On August 7, 2003, the agency published a Final EA dated July 31, 2003, and issued a "Finding of No Significant Impact" ("FONSI") and a Record of Decision ("ROD") memorializing its conclusion that its "preferred alternative," the issuance of depredation permits as part of an integrated population management plan contemplating "lethal take" of mute swans, combined with egg addling,*fn4 pinioning,*fn5 sterilization, and Page 8 live-trapping and relocation, would have no "significant impact on the human environment," and therefore preparation of an Environmental Impact Statement ("EIS") was unnecessary. 68 Fed. Reg. 47,084-85. On August 11, 2003, FWS granted Maryland's renewed application for a depredation permit, authorizing the State to kill up to 525 mute swans between August 27 and December 31, 2003. Administrative Record ("AR") at 1801-07.

Plaintiffs in Fund for Animals v. Norton, Civil Action No. 03-1710, commenced their action the following day, and, on August 14, 2003, moved for injunctive relief. Plaintiffs ask this Court to enjoin the State of Maryland from killing any mute swans pursuant to the August 11, 2003 depredation permit, or any other, until further Order of the Court.

III. Statutory Framework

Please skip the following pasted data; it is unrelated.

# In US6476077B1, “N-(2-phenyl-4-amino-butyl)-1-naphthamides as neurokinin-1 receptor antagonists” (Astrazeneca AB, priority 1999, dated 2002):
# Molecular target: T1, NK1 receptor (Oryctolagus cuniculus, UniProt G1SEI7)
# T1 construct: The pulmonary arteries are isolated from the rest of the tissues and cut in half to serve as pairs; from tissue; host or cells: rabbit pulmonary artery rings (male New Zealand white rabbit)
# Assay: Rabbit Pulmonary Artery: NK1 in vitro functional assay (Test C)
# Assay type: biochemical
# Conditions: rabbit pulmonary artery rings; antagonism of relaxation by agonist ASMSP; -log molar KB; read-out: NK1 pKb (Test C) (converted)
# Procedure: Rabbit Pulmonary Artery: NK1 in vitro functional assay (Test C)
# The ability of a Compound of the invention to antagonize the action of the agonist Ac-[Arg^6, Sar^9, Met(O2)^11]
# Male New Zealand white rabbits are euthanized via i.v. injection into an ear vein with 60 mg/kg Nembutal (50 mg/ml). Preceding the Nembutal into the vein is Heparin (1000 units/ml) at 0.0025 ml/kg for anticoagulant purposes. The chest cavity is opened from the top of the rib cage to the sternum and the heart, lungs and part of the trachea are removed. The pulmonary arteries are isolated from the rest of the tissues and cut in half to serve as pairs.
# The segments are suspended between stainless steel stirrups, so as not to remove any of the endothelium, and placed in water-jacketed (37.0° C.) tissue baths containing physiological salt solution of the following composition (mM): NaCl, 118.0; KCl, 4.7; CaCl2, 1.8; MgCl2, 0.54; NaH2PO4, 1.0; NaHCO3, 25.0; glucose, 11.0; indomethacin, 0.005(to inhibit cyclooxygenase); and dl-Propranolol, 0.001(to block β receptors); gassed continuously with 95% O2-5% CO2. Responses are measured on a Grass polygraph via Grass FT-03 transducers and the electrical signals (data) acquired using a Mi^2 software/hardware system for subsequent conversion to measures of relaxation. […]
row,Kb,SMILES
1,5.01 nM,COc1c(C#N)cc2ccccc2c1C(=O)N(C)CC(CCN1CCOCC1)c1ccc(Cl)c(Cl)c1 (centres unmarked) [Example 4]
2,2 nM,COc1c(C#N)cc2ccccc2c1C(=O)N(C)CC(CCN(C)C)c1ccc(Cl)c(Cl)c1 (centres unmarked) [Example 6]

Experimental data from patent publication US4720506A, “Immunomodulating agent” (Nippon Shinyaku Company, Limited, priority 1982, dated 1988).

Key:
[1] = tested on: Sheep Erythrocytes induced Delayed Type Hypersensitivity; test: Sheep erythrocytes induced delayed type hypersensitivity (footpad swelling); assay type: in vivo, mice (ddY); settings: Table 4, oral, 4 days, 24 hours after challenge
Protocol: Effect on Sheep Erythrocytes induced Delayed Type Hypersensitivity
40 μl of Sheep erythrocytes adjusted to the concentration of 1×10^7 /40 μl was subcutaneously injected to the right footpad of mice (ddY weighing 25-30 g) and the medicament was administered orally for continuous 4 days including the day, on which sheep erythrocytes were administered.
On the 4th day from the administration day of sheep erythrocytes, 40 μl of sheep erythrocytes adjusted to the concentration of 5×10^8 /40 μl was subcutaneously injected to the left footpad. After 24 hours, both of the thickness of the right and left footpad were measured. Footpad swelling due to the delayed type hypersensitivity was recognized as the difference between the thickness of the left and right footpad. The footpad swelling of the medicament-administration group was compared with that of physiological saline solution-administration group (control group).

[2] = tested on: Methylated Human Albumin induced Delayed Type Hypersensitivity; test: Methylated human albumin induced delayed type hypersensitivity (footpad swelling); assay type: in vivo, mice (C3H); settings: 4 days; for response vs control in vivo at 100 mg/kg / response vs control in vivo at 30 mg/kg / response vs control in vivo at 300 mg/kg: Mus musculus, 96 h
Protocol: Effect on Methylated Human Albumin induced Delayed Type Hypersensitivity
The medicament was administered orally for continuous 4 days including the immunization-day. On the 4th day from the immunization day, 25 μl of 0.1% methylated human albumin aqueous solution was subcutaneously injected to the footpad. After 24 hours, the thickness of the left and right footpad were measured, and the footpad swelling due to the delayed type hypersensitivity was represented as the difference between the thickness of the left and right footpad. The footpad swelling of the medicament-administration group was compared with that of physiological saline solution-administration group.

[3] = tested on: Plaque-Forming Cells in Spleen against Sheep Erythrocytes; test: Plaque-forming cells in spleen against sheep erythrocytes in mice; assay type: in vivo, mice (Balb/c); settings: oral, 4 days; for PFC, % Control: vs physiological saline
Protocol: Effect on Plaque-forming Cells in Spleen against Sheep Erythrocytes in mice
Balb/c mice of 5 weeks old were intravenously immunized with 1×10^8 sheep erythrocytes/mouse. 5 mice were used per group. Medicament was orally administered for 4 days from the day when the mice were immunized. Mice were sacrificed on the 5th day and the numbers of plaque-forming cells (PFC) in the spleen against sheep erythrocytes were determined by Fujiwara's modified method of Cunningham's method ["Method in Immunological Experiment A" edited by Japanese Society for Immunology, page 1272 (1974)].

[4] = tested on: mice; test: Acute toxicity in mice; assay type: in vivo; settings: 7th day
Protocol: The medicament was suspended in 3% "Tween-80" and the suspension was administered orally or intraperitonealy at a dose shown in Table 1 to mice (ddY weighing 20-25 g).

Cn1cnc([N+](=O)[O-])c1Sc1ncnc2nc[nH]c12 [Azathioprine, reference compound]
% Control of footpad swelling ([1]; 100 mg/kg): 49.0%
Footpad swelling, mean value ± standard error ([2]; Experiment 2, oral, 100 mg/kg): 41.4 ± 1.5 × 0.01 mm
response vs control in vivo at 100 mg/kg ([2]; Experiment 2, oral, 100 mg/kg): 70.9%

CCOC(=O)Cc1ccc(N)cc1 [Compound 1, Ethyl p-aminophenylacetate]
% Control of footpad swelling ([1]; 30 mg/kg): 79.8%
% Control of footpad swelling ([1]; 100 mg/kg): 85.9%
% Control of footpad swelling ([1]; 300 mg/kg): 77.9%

A. MBTA

Plaintiffs assert a claim pursuant to the Migratory Bird Treaty Act ("MBTA"), 16 U.S.C. § 703-712 (2003) and the Administrative Procedure Act ("APA"), 5 U.S.C. § 701 et seq Page 9 (2003). The MBTA was enacted in 1918 to implement a convention between the United States and Great Britain (on behalf of Canada) for the protection of migratory birds. Center for Biological Diversity v. Pirie, 191 F. Supp.2d 161, 173 (D.D.C. 2002), vacated as moot sub nom. Center for Biological Diversity v. England, Nos. 02-5163 and 02-5180, 2003 WL 179848 (D.C. Cir. Jan. 23, 2003). It has since been amended to cover conventions with Mexico, Japan, and the former Soviet Union. 16 U.S.C. § 703, 712. The language of the MBTA is unequivocal, and prohibits, among other things, any killing of designated migratory birds

[u]nless and except as permitted by regulations made as hereinafter provided in this subchapter, it shall be unlawful at any time, by any means or in any manner, to pursue, hunt, take, capture, kill, attempt to take, capture, or kill . . . any migratory bird . . . included in the terms of the [conventions between the United States and Great Britain, Mexico, Japan, and Russia.].
16 U.S.C. § 703.